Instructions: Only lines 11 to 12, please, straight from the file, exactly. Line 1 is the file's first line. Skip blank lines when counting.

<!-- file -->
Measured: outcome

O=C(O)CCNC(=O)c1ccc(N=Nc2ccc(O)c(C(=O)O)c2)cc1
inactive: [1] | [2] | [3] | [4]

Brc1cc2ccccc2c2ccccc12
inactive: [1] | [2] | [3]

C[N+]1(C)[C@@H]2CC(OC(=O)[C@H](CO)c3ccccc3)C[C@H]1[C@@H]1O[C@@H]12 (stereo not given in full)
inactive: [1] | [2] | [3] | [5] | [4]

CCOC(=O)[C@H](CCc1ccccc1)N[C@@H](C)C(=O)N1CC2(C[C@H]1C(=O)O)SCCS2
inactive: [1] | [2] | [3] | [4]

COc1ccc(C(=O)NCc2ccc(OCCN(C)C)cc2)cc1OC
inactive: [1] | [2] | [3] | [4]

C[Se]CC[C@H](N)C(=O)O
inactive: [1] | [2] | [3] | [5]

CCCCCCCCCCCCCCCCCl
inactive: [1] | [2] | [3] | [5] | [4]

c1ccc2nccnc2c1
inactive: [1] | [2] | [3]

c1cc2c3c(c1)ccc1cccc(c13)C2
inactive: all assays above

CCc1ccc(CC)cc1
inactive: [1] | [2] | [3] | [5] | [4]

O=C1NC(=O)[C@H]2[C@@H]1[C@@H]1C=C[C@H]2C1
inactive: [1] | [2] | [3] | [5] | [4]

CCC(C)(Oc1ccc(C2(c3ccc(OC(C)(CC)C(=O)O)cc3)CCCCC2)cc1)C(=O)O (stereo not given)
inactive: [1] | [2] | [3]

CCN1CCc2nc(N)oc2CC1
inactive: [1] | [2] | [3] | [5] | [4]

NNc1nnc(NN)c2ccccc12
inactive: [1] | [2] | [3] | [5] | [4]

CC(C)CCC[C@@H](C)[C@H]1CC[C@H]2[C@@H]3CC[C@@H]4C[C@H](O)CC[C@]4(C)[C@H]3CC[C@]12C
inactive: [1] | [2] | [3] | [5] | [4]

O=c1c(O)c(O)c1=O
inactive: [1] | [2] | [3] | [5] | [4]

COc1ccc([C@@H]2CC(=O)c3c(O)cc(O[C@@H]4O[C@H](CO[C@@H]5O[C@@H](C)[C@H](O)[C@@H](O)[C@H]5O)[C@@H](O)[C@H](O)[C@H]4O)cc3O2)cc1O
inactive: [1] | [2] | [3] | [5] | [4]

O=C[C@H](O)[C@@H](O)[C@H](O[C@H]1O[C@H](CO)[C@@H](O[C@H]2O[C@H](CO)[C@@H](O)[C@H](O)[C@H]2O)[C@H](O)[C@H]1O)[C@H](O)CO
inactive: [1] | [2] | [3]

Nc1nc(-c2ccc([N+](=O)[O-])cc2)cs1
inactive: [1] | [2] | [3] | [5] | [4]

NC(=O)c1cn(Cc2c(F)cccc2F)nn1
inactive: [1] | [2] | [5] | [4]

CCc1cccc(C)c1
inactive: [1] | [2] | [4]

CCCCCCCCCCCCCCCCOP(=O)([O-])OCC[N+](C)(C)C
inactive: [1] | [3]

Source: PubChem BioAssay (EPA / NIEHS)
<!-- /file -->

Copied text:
inactive: [1] | [2] | [3] | [4]

C[Se]CC[C@H](N)C(=O)O